Over the last decade, Derby’s economy has performed solidly, but how can Derby lock in its economic success, and widen access to the high-value economy?
Derby is part of the Centre for Cities’ Partner City research programme. The programme works closely with a small group of cities to inform economic development strategies and improve economic performance.
This report focuses on the broad question: How can Derby lock in its economic success, and widen access to the high-value economy? The report is divided into four sections:
• The extent and nature of Derby’s economic performance;
• The relationship between Derby’s sectoral strengths;
• The risks to Derby’s success and how this can be mitigated;
• Expanding on Derby’s success.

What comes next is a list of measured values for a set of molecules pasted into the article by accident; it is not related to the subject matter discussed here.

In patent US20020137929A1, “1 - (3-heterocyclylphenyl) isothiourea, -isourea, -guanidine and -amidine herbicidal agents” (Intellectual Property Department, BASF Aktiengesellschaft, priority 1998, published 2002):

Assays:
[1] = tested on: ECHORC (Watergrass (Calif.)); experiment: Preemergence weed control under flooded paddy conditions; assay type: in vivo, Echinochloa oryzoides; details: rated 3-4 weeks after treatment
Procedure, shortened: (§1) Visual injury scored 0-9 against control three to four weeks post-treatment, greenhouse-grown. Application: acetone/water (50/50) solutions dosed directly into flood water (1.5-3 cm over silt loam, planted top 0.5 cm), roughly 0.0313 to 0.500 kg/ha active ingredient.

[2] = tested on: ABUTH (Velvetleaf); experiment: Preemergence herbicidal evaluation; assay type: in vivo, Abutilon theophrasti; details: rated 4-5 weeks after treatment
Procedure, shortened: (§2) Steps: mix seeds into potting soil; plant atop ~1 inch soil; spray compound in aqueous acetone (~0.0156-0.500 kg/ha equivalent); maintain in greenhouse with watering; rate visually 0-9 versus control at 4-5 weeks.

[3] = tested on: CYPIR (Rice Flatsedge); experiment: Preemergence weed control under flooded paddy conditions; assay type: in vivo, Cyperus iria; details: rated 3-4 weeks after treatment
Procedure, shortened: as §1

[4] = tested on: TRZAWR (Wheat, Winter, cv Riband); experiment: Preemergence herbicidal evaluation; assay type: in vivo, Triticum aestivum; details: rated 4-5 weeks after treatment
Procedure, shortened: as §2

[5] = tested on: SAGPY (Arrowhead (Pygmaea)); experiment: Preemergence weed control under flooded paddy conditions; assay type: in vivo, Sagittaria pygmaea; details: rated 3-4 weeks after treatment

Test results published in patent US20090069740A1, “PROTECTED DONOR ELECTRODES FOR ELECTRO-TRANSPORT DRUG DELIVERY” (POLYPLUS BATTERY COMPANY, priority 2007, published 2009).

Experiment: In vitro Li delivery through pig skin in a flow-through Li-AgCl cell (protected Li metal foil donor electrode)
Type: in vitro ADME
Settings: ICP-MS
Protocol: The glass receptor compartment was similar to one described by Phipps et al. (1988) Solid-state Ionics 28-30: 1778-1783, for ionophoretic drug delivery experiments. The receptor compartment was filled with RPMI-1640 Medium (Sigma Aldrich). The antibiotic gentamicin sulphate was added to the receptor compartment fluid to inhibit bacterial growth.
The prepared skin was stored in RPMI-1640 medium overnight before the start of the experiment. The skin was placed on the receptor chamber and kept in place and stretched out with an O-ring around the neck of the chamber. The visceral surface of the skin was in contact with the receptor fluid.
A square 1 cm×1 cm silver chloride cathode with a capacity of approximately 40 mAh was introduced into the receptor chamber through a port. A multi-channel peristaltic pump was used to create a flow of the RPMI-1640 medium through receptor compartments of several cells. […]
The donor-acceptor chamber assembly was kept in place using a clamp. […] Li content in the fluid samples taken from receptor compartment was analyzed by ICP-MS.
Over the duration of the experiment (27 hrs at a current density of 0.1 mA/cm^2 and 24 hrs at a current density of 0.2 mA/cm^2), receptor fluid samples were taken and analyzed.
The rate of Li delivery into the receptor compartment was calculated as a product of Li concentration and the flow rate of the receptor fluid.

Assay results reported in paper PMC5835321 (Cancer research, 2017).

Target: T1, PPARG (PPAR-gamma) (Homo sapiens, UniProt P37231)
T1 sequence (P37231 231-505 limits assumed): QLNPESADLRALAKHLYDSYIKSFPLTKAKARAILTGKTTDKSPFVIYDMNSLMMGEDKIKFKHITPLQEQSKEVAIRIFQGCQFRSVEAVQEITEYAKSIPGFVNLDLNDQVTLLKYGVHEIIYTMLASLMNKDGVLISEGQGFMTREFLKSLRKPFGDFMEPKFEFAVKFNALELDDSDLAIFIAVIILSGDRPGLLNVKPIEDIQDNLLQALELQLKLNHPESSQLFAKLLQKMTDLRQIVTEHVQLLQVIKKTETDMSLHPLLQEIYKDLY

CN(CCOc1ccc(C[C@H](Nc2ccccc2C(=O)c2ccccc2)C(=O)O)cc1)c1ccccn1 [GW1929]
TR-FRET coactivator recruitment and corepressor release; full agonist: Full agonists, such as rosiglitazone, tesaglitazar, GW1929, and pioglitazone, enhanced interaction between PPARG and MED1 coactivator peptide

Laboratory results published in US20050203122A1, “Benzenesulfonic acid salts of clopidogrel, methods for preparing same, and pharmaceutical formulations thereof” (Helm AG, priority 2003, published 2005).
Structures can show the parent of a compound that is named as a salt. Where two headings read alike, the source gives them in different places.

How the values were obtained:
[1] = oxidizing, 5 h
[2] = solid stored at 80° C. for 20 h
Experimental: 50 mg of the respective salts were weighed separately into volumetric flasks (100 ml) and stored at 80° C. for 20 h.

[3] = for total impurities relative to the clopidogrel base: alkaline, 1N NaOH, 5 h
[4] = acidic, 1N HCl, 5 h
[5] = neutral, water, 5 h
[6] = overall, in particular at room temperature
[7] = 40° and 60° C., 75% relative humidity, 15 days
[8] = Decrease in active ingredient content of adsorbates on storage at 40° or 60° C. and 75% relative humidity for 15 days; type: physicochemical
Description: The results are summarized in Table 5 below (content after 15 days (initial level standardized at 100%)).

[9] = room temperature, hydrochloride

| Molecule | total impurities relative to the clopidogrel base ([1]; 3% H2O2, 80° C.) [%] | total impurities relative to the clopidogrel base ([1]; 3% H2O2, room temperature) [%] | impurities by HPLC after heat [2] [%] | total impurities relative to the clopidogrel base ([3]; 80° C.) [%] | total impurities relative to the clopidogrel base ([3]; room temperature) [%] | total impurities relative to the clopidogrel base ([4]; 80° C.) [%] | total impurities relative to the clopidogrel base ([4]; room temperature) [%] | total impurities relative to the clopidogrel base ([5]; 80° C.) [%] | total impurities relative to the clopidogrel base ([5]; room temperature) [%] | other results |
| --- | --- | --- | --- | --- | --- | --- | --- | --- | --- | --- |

Over the last decade, Derby’s economy has performed solidly. It saw a 3.7 percent (3,200 jobs) increase in private sector employment from 1998 to 2008. Strikingly, average earnings for people working in Derby are the highest of any city outside London and the south east. Derby is a hub for highly skilled and highly specialised jobs for people living in surrounding areas and for Derby residents.
Much of Derby’s success is based on its strong manufacturing base, particularly the aerospace sector and, to a lesser extent, rail engineering. Rolls-Royce and Bombardier are vital employers in these sectors and their longstanding presence in the city suggests they are unlikely to move in the short to medium term. Derby’s success is less attributable to business start-ups, which are at a low level. This can be partly explained by the importance of large firms to the city’s economy.
The current economic climate poses a challenge to Derby’s economic performance. Cuts in public spending will affect jobs and businesses in Derby, for example in the rail sector. There is a need for the Council to understand and seek to mitigate the impact these changes are likely to have on the local economy.